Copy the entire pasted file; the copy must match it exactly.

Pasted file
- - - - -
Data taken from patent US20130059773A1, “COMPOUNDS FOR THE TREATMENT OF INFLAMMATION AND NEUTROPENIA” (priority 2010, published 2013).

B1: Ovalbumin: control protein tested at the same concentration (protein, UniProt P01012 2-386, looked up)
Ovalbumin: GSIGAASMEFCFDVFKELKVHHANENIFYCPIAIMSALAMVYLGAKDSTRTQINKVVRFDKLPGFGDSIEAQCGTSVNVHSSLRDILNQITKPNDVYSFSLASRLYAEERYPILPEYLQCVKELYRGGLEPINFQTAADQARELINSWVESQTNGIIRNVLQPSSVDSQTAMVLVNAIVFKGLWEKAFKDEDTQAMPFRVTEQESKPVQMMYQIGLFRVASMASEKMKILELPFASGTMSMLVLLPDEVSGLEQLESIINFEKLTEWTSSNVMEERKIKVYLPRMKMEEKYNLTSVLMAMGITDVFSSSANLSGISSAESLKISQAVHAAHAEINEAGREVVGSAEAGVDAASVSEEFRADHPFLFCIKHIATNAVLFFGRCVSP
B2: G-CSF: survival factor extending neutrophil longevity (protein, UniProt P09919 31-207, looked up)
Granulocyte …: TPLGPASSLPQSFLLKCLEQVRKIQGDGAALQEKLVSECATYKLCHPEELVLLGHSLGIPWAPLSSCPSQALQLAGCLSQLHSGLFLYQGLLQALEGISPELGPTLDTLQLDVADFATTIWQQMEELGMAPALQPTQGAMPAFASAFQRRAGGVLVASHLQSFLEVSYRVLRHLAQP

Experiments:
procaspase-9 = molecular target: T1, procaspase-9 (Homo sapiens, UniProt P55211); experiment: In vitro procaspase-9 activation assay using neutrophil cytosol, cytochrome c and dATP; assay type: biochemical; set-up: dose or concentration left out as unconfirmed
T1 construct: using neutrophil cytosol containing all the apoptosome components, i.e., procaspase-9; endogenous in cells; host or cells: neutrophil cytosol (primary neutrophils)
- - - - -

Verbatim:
Data taken from patent US20130059773A1, “COMPOUNDS FOR THE TREATMENT OF INFLAMMATION AND NEUTROPENIA” (priority 2010, published 2013).

B1: Ovalbumin: control protein tested at the same concentration (protein, UniProt P01012 2-386, looked up)
Ovalbumin: GSIGAASMEFCFDVFKELKVHHANENIFYCPIAIMSALAMVYLGAKDSTRTQINKVVRFDKLPGFGDSIEAQCGTSVNVHSSLRDILNQITKPNDVYSFSLASRLYAEERYPILPEYLQCVKELYRGGLEPINFQTAADQARELINSWVESQTNGIIRNVLQPSSVDSQTAMVLVNAIVFKGLWEKAFKDEDTQAMPFRVTEQESKPVQMMYQIGLFRVASMASEKMKILELPFASGTMSMLVLLPDEVSGLEQLESIINFEKLTEWTSSNVMEERKIKVYLPRMKMEEKYNLTSVLMAMGITDVFSSSANLSGISSAESLKISQAVHAAHAEINEAGREVVGSAEAGVDAASVSEEFRADHPFLFCIKHIATNAVLFFGRCVSP
B2: G-CSF: survival factor extending neutrophil longevity (protein, UniProt P09919 31-207, looked up)
Granulocyte …: TPLGPASSLPQSFLLKCLEQVRKIQGDGAALQEKLVSECATYKLCHPEELVLLGHSLGIPWAPLSSCPSQALQLAGCLSQLHSGLFLYQGLLQALEGISPELGPTLDTLQLDVADFATTIWQQMEELGMAPALQPTQGAMPAFASAFQRRAGGVLVASHLQSFLEVSYRVLRHLAQP

Experiments:
procaspase-9 = molecular target: T1, procaspase-9 (Homo sapiens, UniProt P55211); experiment: In vitro procaspase-9 activation assay using neutrophil cytosol, cytochrome c and dATP; assay type: biochemical; set-up: dose or concentration left out as unconfirmed
T1 construct: using neutrophil cytosol containing all the apoptosome components, i.e., procaspase-9; endogenous in cells; host or cells: neutrophil cytosol (primary neutrophils)